When to Shred Documents

Scalet, Sarah D. "When to Shred Documents" CSO online Jan. 2007

When Hewlett-Packard's overzealous investigation into boardroom leaks hit the news last fall, many people were shocked—shocked!—to hear that the tech giant may have hired third-party investigators to go through individuals' trash. In fact, Dumpster diving is a favorite technique of investigators, and depending on the circumstances—such as local laws and whether trash pickup occurs on public property—it is often legal.

All of which creates the need for employees to shred sensitive documents. Below are a few best practices you can share with colleagues.

Remember that trash is not inherently private. In 1998, the Supreme Court ruled that Americans do not have a right to privacy when it comes to their trash. What's more, the Economic Espionage Act of 1996, which made it a federal offense to steal trade information, does not protect companies that fail to take reasonable steps to protect their information.

Keep documents only as long as you need to, then follow the instructions for disposal. Especially in regulated industries such as health care and financial services, your company should have policies in place for how long different types of documents should be kept on hand. Be familiar with the retention policies for documents you handle, and make sure you follow the instructions for disposing of them as soon as the retention period is up.

Don't shred documents out of turn—such as when your company is about to get sued.  It will make you look guilty, and the law is not in your favor.

When customer or employee information is headed for the trash, destroy it if it contains information that you would not want made public about yourself. Documents that contain names, Social Security numbers, dates of birth, account balances, health conditions or other personal information should always be shredded.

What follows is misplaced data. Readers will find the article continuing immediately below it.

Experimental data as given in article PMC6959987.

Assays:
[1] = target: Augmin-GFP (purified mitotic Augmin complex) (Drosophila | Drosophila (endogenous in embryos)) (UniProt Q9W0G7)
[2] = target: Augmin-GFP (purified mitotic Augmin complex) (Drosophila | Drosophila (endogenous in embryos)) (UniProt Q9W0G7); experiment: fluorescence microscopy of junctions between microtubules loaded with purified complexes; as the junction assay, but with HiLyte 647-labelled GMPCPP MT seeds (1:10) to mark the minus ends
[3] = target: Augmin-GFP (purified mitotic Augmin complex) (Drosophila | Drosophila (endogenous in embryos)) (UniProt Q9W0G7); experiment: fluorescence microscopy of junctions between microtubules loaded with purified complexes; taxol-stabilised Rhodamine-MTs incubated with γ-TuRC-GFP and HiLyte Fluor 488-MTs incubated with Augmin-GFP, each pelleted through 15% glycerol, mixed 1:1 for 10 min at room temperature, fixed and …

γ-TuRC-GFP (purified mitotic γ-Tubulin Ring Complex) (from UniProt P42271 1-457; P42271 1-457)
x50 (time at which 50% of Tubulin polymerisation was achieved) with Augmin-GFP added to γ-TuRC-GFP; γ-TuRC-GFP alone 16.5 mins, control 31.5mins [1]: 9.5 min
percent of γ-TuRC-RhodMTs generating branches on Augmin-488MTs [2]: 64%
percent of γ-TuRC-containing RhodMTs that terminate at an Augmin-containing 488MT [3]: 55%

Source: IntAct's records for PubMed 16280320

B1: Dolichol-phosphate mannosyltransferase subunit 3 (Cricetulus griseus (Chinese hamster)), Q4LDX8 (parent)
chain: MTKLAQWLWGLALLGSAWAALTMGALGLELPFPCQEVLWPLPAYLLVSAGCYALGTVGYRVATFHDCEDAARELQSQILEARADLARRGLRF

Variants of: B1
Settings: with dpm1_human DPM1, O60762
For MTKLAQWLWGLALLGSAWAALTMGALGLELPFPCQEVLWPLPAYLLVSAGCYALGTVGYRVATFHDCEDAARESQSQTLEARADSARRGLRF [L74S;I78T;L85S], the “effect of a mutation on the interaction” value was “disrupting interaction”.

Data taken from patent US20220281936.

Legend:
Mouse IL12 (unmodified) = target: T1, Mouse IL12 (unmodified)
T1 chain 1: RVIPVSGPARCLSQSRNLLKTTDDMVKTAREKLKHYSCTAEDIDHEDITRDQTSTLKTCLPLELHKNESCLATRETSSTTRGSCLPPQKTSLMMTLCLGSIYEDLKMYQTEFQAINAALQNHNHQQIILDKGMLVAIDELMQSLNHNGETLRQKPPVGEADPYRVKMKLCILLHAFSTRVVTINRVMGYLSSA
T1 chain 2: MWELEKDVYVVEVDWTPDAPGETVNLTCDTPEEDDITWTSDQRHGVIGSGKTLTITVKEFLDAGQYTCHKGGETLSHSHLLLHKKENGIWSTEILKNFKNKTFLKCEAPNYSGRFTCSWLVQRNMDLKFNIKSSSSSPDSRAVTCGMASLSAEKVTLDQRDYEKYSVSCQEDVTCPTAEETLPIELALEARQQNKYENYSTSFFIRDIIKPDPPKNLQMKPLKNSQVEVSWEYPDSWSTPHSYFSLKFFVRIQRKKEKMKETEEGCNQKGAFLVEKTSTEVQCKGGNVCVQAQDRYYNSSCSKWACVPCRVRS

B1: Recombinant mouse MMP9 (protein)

Shred trash-bound documents that could help the competition. Customer lists, sensitive pricing information, strategic planning documents and trade secrets should never just be tossed in the garbage or recycle bin.

Be especially diligent if you deal with information from consumer reports. The Fair Credit Reporting Act protects credit reports and credit scores as well as reports relating to employment background, check writing history, insurance claims, residential or tenant history, or medical history. Anyone who handles this type of information—from a large mortgage company on down to a family hiring a nanny—must follow strict disposal guidelines that may reasonably include burning, pulverizing or shredding papers so that the information cannot be read or reconstructed.

Speak up if the shredding system in your department is so onerous that people avoid it. Companies have many options for shredding documents, from a $40 cross-cut shredder to outsourced services that will pick up locked bins of sensitive documents, shred them onsite for a fee based on quantity and provide a certificate of destruction.